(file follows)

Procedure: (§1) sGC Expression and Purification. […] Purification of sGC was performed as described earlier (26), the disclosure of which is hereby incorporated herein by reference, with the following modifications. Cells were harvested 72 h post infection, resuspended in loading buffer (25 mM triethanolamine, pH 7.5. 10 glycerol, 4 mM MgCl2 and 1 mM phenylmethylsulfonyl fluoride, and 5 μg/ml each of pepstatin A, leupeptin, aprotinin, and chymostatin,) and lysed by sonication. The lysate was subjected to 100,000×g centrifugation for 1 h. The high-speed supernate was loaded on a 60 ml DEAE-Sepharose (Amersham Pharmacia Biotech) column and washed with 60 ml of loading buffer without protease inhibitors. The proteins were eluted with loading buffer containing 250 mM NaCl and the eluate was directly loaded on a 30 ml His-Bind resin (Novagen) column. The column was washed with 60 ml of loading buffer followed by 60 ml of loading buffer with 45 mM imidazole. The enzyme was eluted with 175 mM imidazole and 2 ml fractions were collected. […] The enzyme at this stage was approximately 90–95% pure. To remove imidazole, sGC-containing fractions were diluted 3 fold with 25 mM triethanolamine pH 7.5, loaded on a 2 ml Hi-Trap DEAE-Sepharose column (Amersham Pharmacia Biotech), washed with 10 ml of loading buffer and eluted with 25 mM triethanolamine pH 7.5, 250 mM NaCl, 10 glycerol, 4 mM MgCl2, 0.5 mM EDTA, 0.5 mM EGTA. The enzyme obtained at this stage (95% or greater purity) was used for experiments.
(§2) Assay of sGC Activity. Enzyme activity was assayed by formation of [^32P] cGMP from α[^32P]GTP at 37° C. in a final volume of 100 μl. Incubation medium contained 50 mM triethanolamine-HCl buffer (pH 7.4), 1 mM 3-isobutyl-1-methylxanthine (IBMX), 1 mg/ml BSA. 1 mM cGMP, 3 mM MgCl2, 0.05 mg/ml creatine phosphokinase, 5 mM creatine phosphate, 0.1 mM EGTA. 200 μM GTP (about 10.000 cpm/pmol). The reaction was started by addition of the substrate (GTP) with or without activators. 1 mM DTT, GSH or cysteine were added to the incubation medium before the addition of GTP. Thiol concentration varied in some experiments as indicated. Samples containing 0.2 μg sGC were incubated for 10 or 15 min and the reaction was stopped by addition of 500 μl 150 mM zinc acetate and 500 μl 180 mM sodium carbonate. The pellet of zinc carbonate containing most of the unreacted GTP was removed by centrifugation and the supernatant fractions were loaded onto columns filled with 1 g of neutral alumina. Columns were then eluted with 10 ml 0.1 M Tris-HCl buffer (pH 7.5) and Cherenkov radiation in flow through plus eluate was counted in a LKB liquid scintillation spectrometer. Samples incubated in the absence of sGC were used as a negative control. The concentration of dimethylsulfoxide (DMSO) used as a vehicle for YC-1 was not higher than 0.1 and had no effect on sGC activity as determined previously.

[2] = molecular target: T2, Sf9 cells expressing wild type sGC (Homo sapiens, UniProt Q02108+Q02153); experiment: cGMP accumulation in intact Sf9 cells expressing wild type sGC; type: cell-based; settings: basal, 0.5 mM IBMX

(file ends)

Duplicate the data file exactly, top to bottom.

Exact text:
Procedure: (§1) sGC Expression and Purification. […] Purification of sGC was performed as described earlier (26), the disclosure of which is hereby incorporated herein by reference, with the following modifications. Cells were harvested 72 h post infection, resuspended in loading buffer (25 mM triethanolamine, pH 7.5. 10 glycerol, 4 mM MgCl2 and 1 mM phenylmethylsulfonyl fluoride, and 5 μg/ml each of pepstatin A, leupeptin, aprotinin, and chymostatin,) and lysed by sonication. The lysate was subjected to 100,000×g centrifugation for 1 h. The high-speed supernate was loaded on a 60 ml DEAE-Sepharose (Amersham Pharmacia Biotech) column and washed with 60 ml of loading buffer without protease inhibitors. The proteins were eluted with loading buffer containing 250 mM NaCl and the eluate was directly loaded on a 30 ml His-Bind resin (Novagen) column. The column was washed with 60 ml of loading buffer followed by 60 ml of loading buffer with 45 mM imidazole. The enzyme was eluted with 175 mM imidazole and 2 ml fractions were collected. […] The enzyme at this stage was approximately 90–95% pure. To remove imidazole, sGC-containing fractions were diluted 3 fold with 25 mM triethanolamine pH 7.5, loaded on a 2 ml Hi-Trap DEAE-Sepharose column (Amersham Pharmacia Biotech), washed with 10 ml of loading buffer and eluted with 25 mM triethanolamine pH 7.5, 250 mM NaCl, 10 glycerol, 4 mM MgCl2, 0.5 mM EDTA, 0.5 mM EGTA. The enzyme obtained at this stage (95% or greater purity) was used for experiments.
(§2) Assay of sGC Activity. Enzyme activity was assayed by formation of [^32P] cGMP from α[^32P]GTP at 37° C. in a final volume of 100 μl. Incubation medium contained 50 mM triethanolamine-HCl buffer (pH 7.4), 1 mM 3-isobutyl-1-methylxanthine (IBMX), 1 mg/ml BSA. 1 mM cGMP, 3 mM MgCl2, 0.05 mg/ml creatine phosphokinase, 5 mM creatine phosphate, 0.1 mM EGTA. 200 μM GTP (about 10.000 cpm/pmol). The reaction was started by addition of the substrate (GTP) with or without activators. 1 mM DTT, GSH or cysteine were added to the incubation medium before the addition of GTP. Thiol concentration varied in some experiments as indicated. Samples containing 0.2 μg sGC were incubated for 10 or 15 min and the reaction was stopped by addition of 500 μl 150 mM zinc acetate and 500 μl 180 mM sodium carbonate. The pellet of zinc carbonate containing most of the unreacted GTP was removed by centrifugation and the supernatant fractions were loaded onto columns filled with 1 g of neutral alumina. Columns were then eluted with 10 ml 0.1 M Tris-HCl buffer (pH 7.5) and Cherenkov radiation in flow through plus eluate was counted in a LKB liquid scintillation spectrometer. Samples incubated in the absence of sGC were used as a negative control. The concentration of dimethylsulfoxide (DMSO) used as a vehicle for YC-1 was not higher than 0.1 and had no effect on sGC activity as determined previously.

[2] = molecular target: T2, Sf9 cells expressing wild type sGC (Homo sapiens, UniProt Q02108+Q02153); experiment: cGMP accumulation in intact Sf9 cells expressing wild type sGC; type: cell-based; settings: basal, 0.5 mM IBMX